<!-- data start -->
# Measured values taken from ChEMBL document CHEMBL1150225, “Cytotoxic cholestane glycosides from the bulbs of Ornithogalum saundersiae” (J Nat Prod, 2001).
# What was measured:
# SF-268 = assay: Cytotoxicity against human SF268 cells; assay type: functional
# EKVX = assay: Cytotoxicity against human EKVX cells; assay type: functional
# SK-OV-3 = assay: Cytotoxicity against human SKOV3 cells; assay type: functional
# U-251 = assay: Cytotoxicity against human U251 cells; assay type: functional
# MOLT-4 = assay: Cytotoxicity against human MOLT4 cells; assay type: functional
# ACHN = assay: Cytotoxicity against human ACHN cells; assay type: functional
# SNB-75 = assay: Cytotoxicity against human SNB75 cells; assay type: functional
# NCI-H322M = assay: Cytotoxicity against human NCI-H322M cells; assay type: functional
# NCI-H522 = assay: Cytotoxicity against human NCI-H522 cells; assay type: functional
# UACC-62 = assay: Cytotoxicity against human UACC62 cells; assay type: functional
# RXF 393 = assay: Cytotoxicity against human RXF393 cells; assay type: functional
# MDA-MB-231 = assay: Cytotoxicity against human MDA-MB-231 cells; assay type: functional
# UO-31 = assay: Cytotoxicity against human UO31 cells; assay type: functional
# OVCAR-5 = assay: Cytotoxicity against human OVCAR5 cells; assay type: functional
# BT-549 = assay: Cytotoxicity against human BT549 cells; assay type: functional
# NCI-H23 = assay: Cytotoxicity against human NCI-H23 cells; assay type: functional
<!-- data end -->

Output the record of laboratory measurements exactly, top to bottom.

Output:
# Measured values taken from ChEMBL document CHEMBL1150225, “Cytotoxic cholestane glycosides from the bulbs of Ornithogalum saundersiae” (J Nat Prod, 2001).
# What was measured:
# SF-268 = assay: Cytotoxicity against human SF268 cells; assay type: functional
# EKVX = assay: Cytotoxicity against human EKVX cells; assay type: functional
# SK-OV-3 = assay: Cytotoxicity against human SKOV3 cells; assay type: functional
# U-251 = assay: Cytotoxicity against human U251 cells; assay type: functional
# MOLT-4 = assay: Cytotoxicity against human MOLT4 cells; assay type: functional
# ACHN = assay: Cytotoxicity against human ACHN cells; assay type: functional
# SNB-75 = assay: Cytotoxicity against human SNB75 cells; assay type: functional
# NCI-H322M = assay: Cytotoxicity against human NCI-H322M cells; assay type: functional
# NCI-H522 = assay: Cytotoxicity against human NCI-H522 cells; assay type: functional
# UACC-62 = assay: Cytotoxicity against human UACC62 cells; assay type: functional
# RXF 393 = assay: Cytotoxicity against human RXF393 cells; assay type: functional
# MDA-MB-231 = assay: Cytotoxicity against human MDA-MB-231 cells; assay type: functional
# UO-31 = assay: Cytotoxicity against human UO31 cells; assay type: functional
# OVCAR-5 = assay: Cytotoxicity against human OVCAR5 cells; assay type: functional
# BT-549 = assay: Cytotoxicity against human BT549 cells; assay type: functional
# NCI-H23 = assay: Cytotoxicity against human NCI-H23 cells; assay type: functional